Americans have made it clear. We don’t like wagons anymore and haven’t for quite some time. That makes it hard for automakers to justify building them despite enthusiasts screaming and running with pitchforks.
This, of course, presents a problem for an automaker like Volvo, whose history is tied to the wagon. It’s also why the Cross Country series was born 20 years ago. These lifted wagons, as capable as most crossovers, somehow appeal to Americans.
With the the 2017 V90 Cross Country, Volvo thinks it has created the perfect weekend getaway car with the right mix of driving dynamics, capability, and luxury.
A wagon built for adventure
The V90 Cross Country is the latest, and last, addition to the 90 series lineup. It starts with the new V90 wagon, but it’s a bit more than just a lift kit with some styling bits.
While the chassis is raised 2.3 inches overall, giving it 8.3 inches of ground clearance, the track was also increased 0.79 inch on each side, and there are wheel arch extensions–gray plastic is standard, but opt for the Luxury package and they get painted to match the body color–to accommodate larger wheels and tires.
Speaking of tires, Volvo worked with Pirelli to create a specific Scorpion Verde all-season tire that is a little more rounded in profile to help provide the best grip for off-road situations. The sidewalls say VOL and customers will be able to purchase them both at the dealership and from Tirerack.com.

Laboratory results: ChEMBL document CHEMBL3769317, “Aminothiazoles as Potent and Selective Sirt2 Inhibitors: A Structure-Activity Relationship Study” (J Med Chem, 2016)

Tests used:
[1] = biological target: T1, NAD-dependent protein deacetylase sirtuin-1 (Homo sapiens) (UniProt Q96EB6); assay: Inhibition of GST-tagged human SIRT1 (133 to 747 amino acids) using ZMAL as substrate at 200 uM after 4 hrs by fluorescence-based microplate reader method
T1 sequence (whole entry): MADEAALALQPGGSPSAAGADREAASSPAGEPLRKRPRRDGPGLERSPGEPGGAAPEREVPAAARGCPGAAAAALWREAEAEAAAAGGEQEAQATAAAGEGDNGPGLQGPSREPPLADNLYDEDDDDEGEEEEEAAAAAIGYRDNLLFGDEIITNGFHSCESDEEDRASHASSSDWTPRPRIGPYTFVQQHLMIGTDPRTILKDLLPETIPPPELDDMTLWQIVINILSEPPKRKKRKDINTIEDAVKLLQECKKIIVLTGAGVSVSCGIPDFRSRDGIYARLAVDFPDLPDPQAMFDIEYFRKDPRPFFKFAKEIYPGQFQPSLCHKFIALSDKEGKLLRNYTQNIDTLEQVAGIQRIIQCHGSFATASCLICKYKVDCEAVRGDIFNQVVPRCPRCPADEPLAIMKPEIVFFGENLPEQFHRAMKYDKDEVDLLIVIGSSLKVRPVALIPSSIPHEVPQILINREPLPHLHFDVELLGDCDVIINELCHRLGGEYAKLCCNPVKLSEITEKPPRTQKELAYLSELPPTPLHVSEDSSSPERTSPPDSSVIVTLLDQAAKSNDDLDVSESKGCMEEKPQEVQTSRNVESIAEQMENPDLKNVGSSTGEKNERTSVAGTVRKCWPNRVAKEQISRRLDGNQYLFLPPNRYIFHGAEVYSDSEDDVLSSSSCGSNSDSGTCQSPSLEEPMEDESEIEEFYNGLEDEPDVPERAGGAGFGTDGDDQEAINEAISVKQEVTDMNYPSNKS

2017 Volvo V90 Cross Country
Offered only with Volvo’s T6 powertrain, the V90 Cross Country is powered by a supercharged and turbocharged 2.0-liter inline-4 making 316 horsepower and 295 pound-feet of torque. An 8-speed automatic transmission sends power to all four wheels and hill descent control is standard.
Stefan Sällqvist, senior product manager for the 90 series globally, told us that there are currently no plans to offer the plug-in hybrid T8 powertrain in the V90 lineup in the U.S. The V90 Cross Country also doesn’t come with the 250-horsepower T5 turbocharged 2.0-liter 4-cylinder engine, while the standard V90 does.
Like most new cars, the V90 Cross Country has drive modes, four of them: Eco, Comfort, Off Road, and Dynamic. Obviously, the V90 doesn’t have the Off Road mode. Each mode modifies throttle response and shift patterns.
READ: 2017 Volvo S60 and V60 Polestar first drive review: the 365-day sports cars
An air suspension is available for self leveling in the rear, just like the V90. You cannot get it at all four corners, however, as the hoodline can’t accommodate the air setup.
A base V90 Cross Country isn’t very basic. Priced from $56,295, it comes standard with Volvo’s Pilot Assist semi-autonomous driver assist system, the Sensus 9-inch touchscreen infotainment system with Apple CarPlay and Android Auto, laminated side windows, heated front seats and steering wheel, LED daytime running lights, a laminated panoramic sunroof, blind-spot monitors, and lane-departure warning with run-off mitigation.
Only two option packages are available: For $1,950 the Convenience package comes with niceties such as headlight washers, a 360-degree camera system, and parking assist. Opt for the $4,500 Luxury package and you’ll add everything from massaging front seats and a leather-wrapped dashboard to 4-zone climate control and rear-door sunshades, along with the painted exterior cladding.